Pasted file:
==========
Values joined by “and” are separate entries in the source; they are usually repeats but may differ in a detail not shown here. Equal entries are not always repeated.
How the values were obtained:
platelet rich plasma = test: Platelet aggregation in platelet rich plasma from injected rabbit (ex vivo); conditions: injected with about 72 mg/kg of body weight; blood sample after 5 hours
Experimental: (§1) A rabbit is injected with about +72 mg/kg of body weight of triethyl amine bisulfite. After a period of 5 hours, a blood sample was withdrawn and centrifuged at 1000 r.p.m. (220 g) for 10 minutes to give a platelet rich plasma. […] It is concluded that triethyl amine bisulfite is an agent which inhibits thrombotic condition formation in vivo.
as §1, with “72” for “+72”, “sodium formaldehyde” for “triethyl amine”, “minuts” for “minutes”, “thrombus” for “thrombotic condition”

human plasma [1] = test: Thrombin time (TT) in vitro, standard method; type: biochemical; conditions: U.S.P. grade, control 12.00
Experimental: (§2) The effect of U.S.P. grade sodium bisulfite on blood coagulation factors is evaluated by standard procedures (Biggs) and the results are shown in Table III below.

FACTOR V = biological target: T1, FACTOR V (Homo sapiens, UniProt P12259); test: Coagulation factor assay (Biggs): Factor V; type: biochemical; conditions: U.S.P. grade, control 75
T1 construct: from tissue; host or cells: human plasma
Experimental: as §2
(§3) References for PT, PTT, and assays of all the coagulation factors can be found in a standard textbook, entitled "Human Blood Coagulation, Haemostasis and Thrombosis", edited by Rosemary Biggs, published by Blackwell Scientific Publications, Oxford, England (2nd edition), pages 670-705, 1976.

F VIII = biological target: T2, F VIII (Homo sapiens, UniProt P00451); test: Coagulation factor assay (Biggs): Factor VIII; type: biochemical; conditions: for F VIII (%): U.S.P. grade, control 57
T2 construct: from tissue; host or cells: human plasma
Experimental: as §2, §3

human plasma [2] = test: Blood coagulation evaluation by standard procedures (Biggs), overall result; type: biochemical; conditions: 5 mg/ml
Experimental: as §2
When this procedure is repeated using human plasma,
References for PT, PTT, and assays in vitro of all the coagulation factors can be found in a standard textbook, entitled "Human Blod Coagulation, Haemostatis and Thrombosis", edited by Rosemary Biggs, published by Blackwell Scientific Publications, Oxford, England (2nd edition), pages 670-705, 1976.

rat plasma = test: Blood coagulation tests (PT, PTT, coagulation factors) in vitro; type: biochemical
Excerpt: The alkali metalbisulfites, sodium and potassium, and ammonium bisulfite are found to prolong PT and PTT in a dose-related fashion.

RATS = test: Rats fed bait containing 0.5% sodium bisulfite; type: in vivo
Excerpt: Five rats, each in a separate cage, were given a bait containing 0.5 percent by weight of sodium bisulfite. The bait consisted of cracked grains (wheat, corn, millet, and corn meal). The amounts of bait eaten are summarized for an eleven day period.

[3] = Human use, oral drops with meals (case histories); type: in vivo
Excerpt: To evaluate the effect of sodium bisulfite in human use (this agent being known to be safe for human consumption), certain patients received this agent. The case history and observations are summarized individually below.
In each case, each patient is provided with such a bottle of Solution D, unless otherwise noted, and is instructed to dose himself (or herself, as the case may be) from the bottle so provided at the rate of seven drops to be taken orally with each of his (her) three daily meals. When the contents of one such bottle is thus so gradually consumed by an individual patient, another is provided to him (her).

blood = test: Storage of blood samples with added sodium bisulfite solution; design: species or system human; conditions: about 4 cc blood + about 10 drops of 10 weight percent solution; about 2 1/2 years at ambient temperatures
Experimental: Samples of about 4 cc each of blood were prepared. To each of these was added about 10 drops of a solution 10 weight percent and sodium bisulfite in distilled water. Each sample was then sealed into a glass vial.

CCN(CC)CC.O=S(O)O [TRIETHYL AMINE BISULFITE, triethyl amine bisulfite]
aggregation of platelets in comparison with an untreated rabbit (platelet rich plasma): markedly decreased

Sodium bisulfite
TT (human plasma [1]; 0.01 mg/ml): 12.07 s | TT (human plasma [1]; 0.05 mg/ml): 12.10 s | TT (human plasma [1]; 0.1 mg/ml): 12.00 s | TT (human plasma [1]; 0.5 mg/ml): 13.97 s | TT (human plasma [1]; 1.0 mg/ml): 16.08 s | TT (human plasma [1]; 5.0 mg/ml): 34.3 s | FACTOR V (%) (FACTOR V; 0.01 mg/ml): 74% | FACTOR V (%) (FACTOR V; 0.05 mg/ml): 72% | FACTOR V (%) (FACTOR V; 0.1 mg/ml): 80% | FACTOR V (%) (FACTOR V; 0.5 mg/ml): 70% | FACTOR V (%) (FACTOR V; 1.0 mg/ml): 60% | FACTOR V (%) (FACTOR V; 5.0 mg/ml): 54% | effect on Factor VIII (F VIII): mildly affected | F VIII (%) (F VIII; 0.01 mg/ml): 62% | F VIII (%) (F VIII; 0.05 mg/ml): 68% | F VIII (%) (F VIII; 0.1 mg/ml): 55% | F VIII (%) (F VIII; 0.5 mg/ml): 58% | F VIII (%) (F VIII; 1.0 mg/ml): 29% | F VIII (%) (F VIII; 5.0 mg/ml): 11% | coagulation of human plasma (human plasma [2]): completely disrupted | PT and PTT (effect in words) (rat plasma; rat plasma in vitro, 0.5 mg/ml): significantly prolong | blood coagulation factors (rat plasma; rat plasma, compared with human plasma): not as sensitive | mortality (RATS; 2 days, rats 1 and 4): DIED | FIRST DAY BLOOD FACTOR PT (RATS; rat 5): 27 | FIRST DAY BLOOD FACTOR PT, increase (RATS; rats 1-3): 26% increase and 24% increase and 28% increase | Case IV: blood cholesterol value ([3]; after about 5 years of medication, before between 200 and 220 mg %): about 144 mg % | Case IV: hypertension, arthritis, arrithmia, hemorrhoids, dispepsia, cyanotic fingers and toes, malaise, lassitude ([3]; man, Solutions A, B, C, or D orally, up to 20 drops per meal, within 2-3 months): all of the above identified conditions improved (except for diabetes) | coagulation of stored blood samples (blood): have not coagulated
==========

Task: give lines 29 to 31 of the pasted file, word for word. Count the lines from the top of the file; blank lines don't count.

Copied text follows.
aggregation of platelets in comparison with an untreated rabbit (platelet rich plasma): markedly decreased

Sodium bisulfite
TT (human plasma [1]; 0.01 mg/ml): 12.07 s | TT (human plasma [1]; 0.05 mg/ml): 12.10 s | TT (human plasma [1]; 0.1 mg/ml): 12.00 s | TT (human plasma [1]; 0.5 mg/ml): 13.97 s | TT (human plasma [1]; 1.0 mg/ml): 16.08 s | TT (human plasma [1]; 5.0 mg/ml): 34.3 s | FACTOR V (%) (FACTOR V; 0.01 mg/ml): 74% | FACTOR V (%) (FACTOR V; 0.05 mg/ml): 72% | FACTOR V (%) (FACTOR V; 0.1 mg/ml): 80% | FACTOR V (%) (FACTOR V; 0.5 mg/ml): 70% | FACTOR V (%) (FACTOR V; 1.0 mg/ml): 60% | FACTOR V (%) (FACTOR V; 5.0 mg/ml): 54% | effect on Factor VIII (F VIII): mildly affected | F VIII (%) (F VIII; 0.01 mg/ml): 62% | F VIII (%) (F VIII; 0.05 mg/ml): 68% | F VIII (%) (F VIII; 0.1 mg/ml): 55% | F VIII (%) (F VIII; 0.5 mg/ml): 58% | F VIII (%) (F VIII; 1.0 mg/ml): 29% | F VIII (%) (F VIII; 5.0 mg/ml): 11% | coagulation of human plasma (human plasma [2]): completely disrupted | PT and PTT (effect in words) (rat plasma; rat plasma in vitro, 0.5 mg/ml): significantly prolong | blood coagulation factors (rat plasma; rat plasma, compared with human plasma): not as sensitive | mortality (RATS; 2 days, rats 1 and 4): DIED | FIRST DAY BLOOD FACTOR PT (RATS; rat 5): 27 | FIRST DAY BLOOD FACTOR PT, increase (RATS; rats 1-3): 26% increase and 24% increase and 28% increase | Case IV: blood cholesterol value ([3]; after about 5 years of medication, before between 200 and 220 mg %): about 144 mg % | Case IV: hypertension, arthritis, arrithmia, hemorrhoids, dispepsia, cyanotic fingers and toes, malaise, lassitude ([3]; man, Solutions A, B, C, or D orally, up to 20 drops per meal, within 2-3 months): all of the above identified conditions improved (except for diabetes) | coagulation of stored blood samples (blood): have not coagulated